So I was one of the five artists on the "cultural entrepreneurs" on the panel at Wednesday's New Economy Smackdown, hosted by The Field & Galapagos. The unedited audio of the entire event is already online. You can read Claudia La Rocco's take on the event here and Morgan von Prelle Pecelli's own panel statement here. Below, however, is the speech I made, a speech which received the event's first boos. The offending statement is in bold and I stand by the remarks even more after hearing how many hackles it raised.
Jennifer asked all to create a soapbox manifesto reflecting on how the current arts economy is affecting us and our work. I struggled to get any thoughts out, because the more I thought about it, the more I realized none of us in this room should be here talking about the arts economy. There is no such thing as an arts economy since non-commercial arts by their very definition don't follow market logic and can't compete in the market place without dependence on non-profit support structures and the government . So we can embrace our role in the margins of the economy and struggle the way that performing artists have struggled since theatre and religion parted ways, or we can model ourselves on the only other two positions left to us in a market-driven economy: as charity (quite like an endangered species) or as community resource (like a neighborhood garden). Well, if we're a charity we should follow the model of other charities: humpback whales don't send out end-of-year asks or write grant applications, so we shouldn't either. We should depend entirely on the goodwill of people who don't want to imagine a world without theatre and therefore raise awareness, funds, and support to ensure we continue to exist. But, I don't want to be a charity, in large part because I don't think our social cause has enough merit to compete with other charities who actually change lives on a grand scale. So, the only round hole we can force our square peg of a "business model" into is as community resource. In this interconnected, digital age, if our art can serve as a meeting place for communities of like-minded individuals to connect, celebrate, and be challenged, then we might find a way of restoring theatre's primacy in people's lives and creating sustainable theatre-making organisms (not organizations).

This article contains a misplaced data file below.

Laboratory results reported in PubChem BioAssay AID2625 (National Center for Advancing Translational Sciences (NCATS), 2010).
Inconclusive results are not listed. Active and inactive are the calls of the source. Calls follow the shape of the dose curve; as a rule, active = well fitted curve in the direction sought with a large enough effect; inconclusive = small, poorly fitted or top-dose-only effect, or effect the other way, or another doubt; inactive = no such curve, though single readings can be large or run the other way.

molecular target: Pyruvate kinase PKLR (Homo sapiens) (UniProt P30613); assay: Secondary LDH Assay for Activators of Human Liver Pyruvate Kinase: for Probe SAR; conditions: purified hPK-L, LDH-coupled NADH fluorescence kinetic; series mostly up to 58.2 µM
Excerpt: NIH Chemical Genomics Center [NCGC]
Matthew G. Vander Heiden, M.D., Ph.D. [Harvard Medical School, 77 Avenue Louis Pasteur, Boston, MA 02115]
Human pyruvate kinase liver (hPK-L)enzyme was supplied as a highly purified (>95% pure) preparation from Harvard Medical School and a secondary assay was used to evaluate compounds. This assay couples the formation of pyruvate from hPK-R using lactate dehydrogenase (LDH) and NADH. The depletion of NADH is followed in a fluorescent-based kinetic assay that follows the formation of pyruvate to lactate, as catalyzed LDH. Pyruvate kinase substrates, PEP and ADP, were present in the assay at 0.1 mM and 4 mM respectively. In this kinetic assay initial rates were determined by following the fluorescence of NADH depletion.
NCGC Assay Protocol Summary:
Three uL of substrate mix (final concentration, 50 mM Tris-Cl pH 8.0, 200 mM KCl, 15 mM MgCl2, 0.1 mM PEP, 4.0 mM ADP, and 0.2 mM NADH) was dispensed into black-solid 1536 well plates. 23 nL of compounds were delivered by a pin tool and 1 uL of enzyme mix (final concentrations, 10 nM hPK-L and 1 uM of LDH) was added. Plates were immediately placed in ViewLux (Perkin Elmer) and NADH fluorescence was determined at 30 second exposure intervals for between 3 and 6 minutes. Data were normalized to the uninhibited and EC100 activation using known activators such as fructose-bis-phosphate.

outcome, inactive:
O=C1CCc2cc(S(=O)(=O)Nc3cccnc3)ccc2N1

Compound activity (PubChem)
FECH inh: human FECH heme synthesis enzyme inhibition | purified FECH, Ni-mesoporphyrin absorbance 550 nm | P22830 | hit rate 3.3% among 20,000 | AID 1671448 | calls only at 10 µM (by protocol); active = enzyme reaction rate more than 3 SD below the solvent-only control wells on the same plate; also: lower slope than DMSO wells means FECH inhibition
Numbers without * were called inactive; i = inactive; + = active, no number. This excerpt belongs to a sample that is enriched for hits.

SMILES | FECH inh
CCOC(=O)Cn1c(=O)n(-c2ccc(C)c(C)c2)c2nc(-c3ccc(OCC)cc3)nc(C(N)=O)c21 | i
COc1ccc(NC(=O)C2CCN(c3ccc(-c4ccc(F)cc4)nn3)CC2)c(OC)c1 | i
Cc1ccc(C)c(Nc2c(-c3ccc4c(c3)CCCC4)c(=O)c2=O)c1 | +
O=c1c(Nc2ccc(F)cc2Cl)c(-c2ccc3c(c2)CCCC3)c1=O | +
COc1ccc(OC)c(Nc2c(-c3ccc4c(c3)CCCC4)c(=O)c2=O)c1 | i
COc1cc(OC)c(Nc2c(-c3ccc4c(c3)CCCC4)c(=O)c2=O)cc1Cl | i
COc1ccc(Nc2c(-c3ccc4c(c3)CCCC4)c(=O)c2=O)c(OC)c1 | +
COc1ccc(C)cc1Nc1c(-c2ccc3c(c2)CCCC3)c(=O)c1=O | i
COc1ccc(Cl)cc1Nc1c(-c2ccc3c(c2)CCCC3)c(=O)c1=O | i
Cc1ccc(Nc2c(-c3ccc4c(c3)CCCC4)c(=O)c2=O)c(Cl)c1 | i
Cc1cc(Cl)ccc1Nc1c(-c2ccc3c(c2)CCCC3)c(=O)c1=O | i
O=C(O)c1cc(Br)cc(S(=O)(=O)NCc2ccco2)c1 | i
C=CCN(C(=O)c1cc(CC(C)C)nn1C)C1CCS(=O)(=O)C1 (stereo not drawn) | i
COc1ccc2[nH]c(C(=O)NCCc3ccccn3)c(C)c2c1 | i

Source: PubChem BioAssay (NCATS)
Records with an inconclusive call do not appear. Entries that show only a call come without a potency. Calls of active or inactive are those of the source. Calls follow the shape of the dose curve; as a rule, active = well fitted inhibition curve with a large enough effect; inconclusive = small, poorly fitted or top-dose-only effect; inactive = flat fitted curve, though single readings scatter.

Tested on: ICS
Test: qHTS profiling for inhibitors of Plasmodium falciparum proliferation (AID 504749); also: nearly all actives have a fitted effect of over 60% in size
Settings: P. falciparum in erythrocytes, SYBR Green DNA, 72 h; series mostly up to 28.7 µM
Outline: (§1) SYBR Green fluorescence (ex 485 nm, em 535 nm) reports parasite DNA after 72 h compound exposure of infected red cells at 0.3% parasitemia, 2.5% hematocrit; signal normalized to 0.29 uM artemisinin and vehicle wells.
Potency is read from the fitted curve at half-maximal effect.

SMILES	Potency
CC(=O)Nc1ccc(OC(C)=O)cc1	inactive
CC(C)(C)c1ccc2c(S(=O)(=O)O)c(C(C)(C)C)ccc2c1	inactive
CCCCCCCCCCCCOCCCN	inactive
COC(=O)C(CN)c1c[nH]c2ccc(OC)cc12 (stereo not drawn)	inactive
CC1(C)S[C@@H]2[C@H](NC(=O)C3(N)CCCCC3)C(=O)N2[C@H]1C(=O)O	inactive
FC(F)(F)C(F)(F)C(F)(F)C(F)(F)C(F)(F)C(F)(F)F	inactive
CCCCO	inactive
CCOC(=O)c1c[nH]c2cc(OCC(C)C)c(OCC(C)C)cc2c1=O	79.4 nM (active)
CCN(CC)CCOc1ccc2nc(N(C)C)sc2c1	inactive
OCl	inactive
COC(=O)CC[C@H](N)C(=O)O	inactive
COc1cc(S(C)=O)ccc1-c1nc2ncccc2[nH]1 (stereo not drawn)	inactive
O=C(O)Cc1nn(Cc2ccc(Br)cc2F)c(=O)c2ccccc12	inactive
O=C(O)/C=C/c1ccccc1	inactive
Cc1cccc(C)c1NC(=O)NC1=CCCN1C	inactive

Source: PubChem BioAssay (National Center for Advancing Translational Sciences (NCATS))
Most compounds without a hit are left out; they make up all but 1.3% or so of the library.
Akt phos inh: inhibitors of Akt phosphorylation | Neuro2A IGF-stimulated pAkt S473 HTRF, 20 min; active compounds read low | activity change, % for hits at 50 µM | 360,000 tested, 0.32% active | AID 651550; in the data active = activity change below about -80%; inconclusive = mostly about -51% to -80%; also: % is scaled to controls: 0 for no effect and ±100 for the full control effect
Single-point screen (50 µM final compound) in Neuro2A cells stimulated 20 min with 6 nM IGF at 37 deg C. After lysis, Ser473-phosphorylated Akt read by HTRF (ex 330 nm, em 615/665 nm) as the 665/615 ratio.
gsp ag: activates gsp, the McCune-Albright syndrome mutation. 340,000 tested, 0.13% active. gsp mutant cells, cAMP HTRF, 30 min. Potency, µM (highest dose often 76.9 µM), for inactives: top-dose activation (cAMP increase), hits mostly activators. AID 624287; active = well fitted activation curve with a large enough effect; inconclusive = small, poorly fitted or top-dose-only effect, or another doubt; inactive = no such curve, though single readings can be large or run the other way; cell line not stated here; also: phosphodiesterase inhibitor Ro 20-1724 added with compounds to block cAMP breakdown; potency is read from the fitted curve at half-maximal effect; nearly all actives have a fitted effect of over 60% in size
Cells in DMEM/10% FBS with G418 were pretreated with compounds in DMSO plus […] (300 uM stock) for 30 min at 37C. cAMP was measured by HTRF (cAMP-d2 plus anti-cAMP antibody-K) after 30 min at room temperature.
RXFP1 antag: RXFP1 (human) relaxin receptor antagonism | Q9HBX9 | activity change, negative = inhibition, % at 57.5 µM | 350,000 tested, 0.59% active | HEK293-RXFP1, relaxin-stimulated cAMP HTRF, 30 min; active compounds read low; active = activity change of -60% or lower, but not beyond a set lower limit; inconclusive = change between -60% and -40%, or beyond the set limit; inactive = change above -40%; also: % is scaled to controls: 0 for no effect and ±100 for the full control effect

But, since we are, however, here to debate the "arts economy," I'll add:

Why is there now, why has there been, and why will there always be prime, beautiful, ready to theatricalized real estate sitting vacant for extended periods in all 5 boroughs? If someone can work out insurance, tax deductions, box-office splits, zoning laws, etc so that businesses have a reason to open their doors to artists then we can do what we do best, drive in droves of foot traffic, people with expendable cash some of whom may be looking to rent a new office or storefront. 80% of Stolen Chair's operating budget goes towards space rental. Knock out that cost and we can pay our artists not only living wages, but competitive ones.

As producer of a company made up of people whose survival jobs are freelance and often paid hourly, I am sick of arranging (or trying to arrange) quid-pro-quo deals that will help Stolen Chair the organization save money at the expense of the individuals who are Stolen Chair. In most cases, we'd be better off adding an extra-hour to our work-weeks and donating that money to the company.

We need the next generation of gatekeepers or, in the very least, our current crop needs to start communicating with each other and rethink what it means to support "emerging" art. The supply of indie theatre in New York will always outstrip the demand, but by presenting, critiquing, and funding the same two dozen artists, our gatekeepers stifle innovation and creative movements the same way corporate monopolies do.
So. Yeah. Boos. (And then some cheers in response to the boos.).

I obviously wouldn't work eleventy-billion "survival" jobs and put trillions of hours into each Stolen Chair show if I didn't believe in the fundamental power of art to transform lives and feel strongly that the choice to wake up and dedicate ones' life to art is nothing short of radical and revolutionary. That said (and perhaps this is due to Stolen Chair's recent experience as a Jenzabar Foundation finalist alongside far more vital social missions), I think that if art tries to compete with "real" charities toe-to-toe, we will not only lose, but feel terrible for entering the fray. So let's pull ourselvs out of this terrain entirely, rediscover art's special place, and develop compelling and innovative ways for people to use the power of their pursestrings to ensure that we continue to exist.

Monday, May 11, 2009

It's out of our hands now

Thanks to all who helped edge Stolen Chair's social media proposal into the final round of the Jenzabar Foundation's Social Media Leadership competition. Here's their official announcement:

The Foundation would like to reiterate how impressed we were with all of the submissions from the 15 organizations that nominated their campaigns. The following FIVE organizations received the most votes, and thus, are the finalists for The Jenzabar Foundation Soical Media Leadership Award:

-The Stolen Chair Theatre Company

-Dream Activist

-Texas Friends and Allies Against the Death Penalty


-The National Coalition to Abolish the Death Penalty

The winner will be selected from this pool of campaigns and will be announced by the Foundation on Wednesday, May 13th.